Academia vs. Imagination: The Problem of Intellectualism in the Works of Stephen King

Stephen King is known for consistent themes throughout his work. The biggest would be his vilifying of religious fundamentalism, from Carrie White's mother in his first published novel to Mrs. Carmody in The Mist to Reverend Coggins in Under the Dome. Then there are the vindictive bullies, sadistic in their hounding of the protagonists, from Ace in The Body to Henry Bowers in It. There is, of course, his fascination with writer characters, a way perhaps to transplant himself into his work, done literally when he appears in his The Dark Tower series. But while these are all well-documented, less discussed is a throughline of anti-intellectualism across much of King's work.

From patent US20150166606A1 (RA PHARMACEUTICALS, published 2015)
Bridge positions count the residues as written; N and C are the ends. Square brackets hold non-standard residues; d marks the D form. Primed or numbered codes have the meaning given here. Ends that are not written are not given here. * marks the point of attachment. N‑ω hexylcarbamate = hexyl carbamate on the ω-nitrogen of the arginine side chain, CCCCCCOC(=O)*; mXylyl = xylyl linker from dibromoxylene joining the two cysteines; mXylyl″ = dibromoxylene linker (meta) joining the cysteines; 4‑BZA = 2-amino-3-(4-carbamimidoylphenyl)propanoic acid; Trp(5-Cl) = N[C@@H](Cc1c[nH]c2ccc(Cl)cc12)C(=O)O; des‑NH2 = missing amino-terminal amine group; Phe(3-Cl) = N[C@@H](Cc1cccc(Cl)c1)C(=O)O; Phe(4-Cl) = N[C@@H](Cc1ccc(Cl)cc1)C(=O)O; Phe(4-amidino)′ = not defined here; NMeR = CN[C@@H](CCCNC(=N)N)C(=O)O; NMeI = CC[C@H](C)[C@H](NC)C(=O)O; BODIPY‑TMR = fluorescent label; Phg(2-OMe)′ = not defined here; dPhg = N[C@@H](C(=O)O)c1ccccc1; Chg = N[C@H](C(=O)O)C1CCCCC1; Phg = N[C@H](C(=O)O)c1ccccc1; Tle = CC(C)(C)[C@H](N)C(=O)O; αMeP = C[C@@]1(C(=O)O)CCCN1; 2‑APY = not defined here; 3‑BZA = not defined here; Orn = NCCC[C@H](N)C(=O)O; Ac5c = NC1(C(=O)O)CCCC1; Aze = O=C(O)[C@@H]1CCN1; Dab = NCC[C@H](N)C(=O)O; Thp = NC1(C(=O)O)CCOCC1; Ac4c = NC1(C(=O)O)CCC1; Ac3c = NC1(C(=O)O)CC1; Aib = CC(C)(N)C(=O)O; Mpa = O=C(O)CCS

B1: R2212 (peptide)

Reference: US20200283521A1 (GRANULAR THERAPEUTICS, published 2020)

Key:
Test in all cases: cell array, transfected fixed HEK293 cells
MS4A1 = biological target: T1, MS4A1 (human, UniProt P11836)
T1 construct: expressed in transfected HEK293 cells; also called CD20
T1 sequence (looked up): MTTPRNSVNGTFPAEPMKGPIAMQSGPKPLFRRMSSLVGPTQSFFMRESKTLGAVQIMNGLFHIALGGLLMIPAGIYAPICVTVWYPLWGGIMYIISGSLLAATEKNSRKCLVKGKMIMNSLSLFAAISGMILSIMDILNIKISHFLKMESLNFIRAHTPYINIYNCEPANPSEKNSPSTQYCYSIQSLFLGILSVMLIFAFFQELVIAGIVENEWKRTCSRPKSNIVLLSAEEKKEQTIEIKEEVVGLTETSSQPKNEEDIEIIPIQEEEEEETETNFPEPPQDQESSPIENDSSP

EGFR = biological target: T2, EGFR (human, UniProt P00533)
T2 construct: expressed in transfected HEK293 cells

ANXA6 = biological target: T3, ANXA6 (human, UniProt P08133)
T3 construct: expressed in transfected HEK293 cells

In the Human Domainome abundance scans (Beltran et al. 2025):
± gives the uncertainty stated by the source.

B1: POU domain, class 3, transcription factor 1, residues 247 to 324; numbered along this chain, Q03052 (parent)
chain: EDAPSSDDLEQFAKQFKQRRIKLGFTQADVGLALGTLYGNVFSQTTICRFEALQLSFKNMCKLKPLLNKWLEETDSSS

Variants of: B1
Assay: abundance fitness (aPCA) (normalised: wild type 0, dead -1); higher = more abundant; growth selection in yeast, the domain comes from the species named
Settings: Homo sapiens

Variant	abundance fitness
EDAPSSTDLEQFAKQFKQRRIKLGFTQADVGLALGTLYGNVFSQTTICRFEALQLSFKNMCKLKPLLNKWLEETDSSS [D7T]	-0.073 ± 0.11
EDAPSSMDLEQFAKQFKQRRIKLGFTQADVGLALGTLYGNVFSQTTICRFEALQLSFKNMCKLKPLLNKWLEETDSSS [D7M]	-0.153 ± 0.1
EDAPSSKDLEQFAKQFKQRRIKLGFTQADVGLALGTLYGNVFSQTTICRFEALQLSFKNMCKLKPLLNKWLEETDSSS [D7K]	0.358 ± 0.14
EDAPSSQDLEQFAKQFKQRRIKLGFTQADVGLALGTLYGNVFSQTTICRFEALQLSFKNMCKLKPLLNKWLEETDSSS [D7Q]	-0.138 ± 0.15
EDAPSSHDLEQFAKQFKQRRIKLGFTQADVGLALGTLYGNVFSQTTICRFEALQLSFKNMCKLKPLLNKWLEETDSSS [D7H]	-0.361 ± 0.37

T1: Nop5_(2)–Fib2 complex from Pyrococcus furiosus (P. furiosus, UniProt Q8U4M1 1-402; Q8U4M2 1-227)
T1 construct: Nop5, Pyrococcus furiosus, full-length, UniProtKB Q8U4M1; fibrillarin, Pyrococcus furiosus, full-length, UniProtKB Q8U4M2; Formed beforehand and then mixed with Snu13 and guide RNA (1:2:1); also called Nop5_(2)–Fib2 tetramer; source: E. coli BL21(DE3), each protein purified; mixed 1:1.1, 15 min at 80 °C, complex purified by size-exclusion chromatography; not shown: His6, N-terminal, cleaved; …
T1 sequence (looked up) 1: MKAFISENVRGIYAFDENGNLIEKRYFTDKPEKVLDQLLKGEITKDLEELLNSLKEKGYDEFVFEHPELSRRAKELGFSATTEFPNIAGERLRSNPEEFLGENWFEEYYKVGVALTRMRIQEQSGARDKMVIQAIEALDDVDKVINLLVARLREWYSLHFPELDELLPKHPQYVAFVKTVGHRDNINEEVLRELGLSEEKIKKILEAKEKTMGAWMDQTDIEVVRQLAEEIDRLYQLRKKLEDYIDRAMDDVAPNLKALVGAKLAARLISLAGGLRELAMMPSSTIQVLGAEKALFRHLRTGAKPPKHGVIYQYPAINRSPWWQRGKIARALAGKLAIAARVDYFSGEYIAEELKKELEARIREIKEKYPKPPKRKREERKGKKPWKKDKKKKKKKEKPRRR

As stated in an impressive Rolling Stone article from last year, King has "never had much patience for academic bullshit." This is in response to a question about the 2012 documentary Room 237 that provided a forum for different theories and interpretations of Stanley Kubrick's adaptation of King's novel The Shining. King's well-known antipathy toward the movie's fidelity could be one explanation for the negativity, but the truth is this attitude permeates much of his oeuvre, personified by Brent Norton in The Mist (1980), Calvin Tower in The Dark Tower series (those entries released from 1991-2004) and Thurston Marshall in Under the Dome (2009). What King does value, however, is imagination and utilitarian application of knowledge.

Ideas without applicability are just masturbation, and knowledge without imagination can never be wisdom.